Review of data security, consent and opt-outs

Alison Hall

12 July 2016

The National Data Guardian’s long-awaited review of Data Security, Consent and Opt-Outs attempts to grapple with several enduring challenges which have beset the NHS.

This blog, the first of a series, examines what is perhaps the most intractable issue, namely reconciling the need for more extensive data sharing and data integration with fostering sufficient public trust such that patients and publics are reassured that their data will be utilised for purposes they support and approve of, using sufficiently robust processes – essentially, that there will be ‘no surprises’ for patients and consumers of NHS health care.

Sharing health data and building public trust 

The review identifies eleven recommendations that make proposals for consent and opt-out. Underpinning these is the (correct in our view) assumption that data sharing is needed to ensure safe and effective care, and to build health systems and services that are capable of responding effectively, promptly, consistently and equitably to the evolving needs of their users. The most radical proposal in the Review is that ‘there should be a new consent/opt-out model to allow people to opt out of their personal confidential data being used for purposes beyond their direct care’ (recommendation 11). Indeed, developing such a ‘simple consent/opt-out model that people could more easily understand’ was the mandate to the National Data Guardian from the Secretary of State for Health.

The justification for this approach is that it is a way of building greater public trust in data sharing for health and social care particularly following the fallout from the now disbanded care.data programme. The implicit assumption is that providing individuals with more detailed control about the use of their personal confidential data will enhance individual autonomy, promote empowerment and ultimately improve trust in systems and their trustworthiness.

Whilst enhanced autonomy could indeed be regarded as a benefit to patients and healthcare users that will motivate behaviour change, it remains to be seen whether providing such a model will indeed build trust. Will giving people control only over their personal confidential data (but not over their anonymised data) be sufficient to assuage some people’s concerns about certain, more specific types of uses: such as uses of data by commercial companies, and more specifically, use of data for marketing or insurance? Will people who hold deep-seated concerns about these types of uses be sufficiently reassured or satisfied by a limited opt-out which only impacts on a proportion of data usage?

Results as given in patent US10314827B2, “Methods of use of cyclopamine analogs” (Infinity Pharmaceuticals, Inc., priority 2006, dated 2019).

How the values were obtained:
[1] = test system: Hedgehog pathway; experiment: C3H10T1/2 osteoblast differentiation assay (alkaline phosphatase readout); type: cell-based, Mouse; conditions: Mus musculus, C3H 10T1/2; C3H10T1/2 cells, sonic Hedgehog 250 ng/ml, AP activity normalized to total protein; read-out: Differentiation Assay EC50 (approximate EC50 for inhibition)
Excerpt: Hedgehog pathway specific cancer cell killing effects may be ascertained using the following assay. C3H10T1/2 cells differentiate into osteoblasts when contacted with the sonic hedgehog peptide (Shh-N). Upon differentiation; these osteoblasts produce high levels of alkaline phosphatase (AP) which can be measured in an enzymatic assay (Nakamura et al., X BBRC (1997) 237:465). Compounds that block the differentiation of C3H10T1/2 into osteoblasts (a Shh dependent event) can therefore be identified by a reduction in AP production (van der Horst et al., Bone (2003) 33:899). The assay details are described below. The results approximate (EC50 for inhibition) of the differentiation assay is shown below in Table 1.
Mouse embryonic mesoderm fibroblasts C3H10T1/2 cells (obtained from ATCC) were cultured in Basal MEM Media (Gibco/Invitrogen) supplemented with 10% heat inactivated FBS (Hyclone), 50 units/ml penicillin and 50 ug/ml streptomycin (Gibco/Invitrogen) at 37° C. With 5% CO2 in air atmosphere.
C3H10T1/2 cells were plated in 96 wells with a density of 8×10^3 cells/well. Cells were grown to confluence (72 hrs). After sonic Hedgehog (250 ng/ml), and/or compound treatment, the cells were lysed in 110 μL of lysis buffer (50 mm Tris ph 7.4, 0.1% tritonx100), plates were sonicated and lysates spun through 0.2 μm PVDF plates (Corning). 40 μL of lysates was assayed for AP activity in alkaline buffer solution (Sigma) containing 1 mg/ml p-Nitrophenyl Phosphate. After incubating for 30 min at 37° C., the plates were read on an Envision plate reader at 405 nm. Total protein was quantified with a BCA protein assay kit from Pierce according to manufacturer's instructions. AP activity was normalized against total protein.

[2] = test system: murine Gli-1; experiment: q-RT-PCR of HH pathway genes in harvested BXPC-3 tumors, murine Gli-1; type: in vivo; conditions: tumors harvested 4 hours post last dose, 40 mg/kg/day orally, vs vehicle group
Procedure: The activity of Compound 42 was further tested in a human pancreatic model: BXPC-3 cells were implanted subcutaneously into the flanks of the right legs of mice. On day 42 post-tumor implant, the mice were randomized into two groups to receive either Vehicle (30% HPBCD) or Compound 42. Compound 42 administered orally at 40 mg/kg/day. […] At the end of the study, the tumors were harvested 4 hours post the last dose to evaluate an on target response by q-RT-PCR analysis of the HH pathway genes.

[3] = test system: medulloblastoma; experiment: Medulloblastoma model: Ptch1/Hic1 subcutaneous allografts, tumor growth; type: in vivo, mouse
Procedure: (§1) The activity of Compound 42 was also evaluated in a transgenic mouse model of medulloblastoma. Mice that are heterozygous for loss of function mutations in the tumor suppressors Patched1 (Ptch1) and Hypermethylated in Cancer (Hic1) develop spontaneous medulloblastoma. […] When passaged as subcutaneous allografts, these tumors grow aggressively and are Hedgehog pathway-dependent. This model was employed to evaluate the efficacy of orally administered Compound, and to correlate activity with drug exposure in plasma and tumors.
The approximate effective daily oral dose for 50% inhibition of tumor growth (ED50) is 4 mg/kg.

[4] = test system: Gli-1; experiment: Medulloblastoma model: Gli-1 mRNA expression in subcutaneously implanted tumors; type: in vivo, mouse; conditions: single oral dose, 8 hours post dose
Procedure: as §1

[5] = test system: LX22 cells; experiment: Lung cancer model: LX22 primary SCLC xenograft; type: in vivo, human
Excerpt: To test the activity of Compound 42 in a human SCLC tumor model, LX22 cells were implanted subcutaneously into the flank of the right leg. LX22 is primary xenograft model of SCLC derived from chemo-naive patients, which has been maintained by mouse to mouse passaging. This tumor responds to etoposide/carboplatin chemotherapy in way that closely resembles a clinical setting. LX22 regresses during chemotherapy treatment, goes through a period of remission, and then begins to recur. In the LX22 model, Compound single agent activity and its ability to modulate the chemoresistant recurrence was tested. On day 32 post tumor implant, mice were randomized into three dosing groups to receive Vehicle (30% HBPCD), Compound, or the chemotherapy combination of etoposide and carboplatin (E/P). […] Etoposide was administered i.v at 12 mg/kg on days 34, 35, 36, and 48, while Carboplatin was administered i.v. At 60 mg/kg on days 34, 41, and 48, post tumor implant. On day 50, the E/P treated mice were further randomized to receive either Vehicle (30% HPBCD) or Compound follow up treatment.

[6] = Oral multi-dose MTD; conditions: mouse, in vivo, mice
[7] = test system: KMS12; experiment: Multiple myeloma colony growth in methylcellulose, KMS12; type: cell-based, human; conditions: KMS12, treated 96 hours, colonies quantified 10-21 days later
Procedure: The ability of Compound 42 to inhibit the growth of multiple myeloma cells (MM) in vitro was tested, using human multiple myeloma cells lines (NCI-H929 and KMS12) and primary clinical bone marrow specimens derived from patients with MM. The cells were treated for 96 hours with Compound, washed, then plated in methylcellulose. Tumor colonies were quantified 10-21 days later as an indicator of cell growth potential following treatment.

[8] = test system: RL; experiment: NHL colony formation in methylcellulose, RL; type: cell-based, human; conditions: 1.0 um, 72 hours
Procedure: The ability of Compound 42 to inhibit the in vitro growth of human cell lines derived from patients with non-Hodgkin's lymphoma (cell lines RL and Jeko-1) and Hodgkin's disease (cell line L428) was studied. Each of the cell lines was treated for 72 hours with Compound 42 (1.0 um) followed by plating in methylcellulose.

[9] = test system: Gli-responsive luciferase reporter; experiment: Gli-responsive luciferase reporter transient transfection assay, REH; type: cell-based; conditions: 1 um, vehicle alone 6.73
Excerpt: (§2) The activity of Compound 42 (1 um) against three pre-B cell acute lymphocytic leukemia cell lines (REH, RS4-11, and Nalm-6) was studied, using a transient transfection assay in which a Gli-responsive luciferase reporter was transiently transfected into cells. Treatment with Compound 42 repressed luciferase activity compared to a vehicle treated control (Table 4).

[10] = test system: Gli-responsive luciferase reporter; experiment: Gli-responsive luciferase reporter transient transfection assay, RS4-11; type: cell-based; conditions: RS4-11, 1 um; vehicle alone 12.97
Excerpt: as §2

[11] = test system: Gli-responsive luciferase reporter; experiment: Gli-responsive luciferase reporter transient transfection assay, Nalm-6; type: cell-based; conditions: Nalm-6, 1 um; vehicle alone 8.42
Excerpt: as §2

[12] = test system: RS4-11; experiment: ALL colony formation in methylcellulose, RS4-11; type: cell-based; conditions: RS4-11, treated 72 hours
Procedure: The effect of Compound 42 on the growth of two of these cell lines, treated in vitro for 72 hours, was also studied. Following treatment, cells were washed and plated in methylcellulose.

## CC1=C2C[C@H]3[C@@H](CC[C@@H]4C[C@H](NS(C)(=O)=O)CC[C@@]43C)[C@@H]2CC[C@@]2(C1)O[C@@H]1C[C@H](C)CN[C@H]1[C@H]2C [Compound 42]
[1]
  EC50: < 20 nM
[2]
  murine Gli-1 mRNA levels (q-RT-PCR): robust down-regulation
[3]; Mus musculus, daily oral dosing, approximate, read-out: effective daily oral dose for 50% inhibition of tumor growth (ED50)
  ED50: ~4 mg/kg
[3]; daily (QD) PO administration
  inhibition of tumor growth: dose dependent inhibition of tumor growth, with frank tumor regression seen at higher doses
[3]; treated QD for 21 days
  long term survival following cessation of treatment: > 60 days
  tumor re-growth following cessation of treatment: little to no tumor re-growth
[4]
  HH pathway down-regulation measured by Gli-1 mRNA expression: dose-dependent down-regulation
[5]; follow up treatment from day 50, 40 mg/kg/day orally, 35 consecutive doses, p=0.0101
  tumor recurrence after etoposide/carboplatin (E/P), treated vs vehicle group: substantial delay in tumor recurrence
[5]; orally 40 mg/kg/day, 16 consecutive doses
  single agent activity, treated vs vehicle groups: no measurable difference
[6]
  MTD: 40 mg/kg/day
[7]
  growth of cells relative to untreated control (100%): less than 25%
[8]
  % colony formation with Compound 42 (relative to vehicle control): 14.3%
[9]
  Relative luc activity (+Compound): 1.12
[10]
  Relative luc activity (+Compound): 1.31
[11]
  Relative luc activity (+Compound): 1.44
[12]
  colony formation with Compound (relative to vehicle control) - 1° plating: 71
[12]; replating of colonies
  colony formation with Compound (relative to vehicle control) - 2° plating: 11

The consultation on the Review which closes on 7th September 2016 will be an opportunity to gather evidence from the public, healthcare professionals and other stakeholders which could help to answer some of these questions, but our fear is that if the responses to the consultation deem that offering an opt-out is insufficient, then we may find history repeating itself.

Building better care

The case for data sharing still needs to be made to the public - and all health, social care, research and public organisations share in the responsibility for making that case. Other stakeholders including healthcare professionals, providers, regulators and policy makers also need to be convinced of the benefits of data sharing – our report ‘Data Sharing to support UK Genetics and Genomics Services’ goes some way towards doing this for genomic data.

The urgent challenge is for all those who want to see a health service with high quality, safe, effective and evidence based care to be much more vocal and resolute in demonstrating that data sharing is a vital and necessary part of keeping well and an integral component of healthcare: in order to build healthcare systems that work, and that can respond promptly to novel health threats we need to communicate more rather than less; we need to have confidence that users of data systems understand the potential risks and benefits of sloppy practices and of out-of-date technology; and that providers and policy makers prioritise data sharing appropriately over other competing demands.

Rather than offering ‘opt-outs’ we would like to see a more transparent debate about what is required, as part of the social contract, to build personalised and innovative healthcare for all citizens. Whilst excepting that this may inevitably involve lengthy if not difficult discussions, it is nevertheless a debate that we think is long overdue.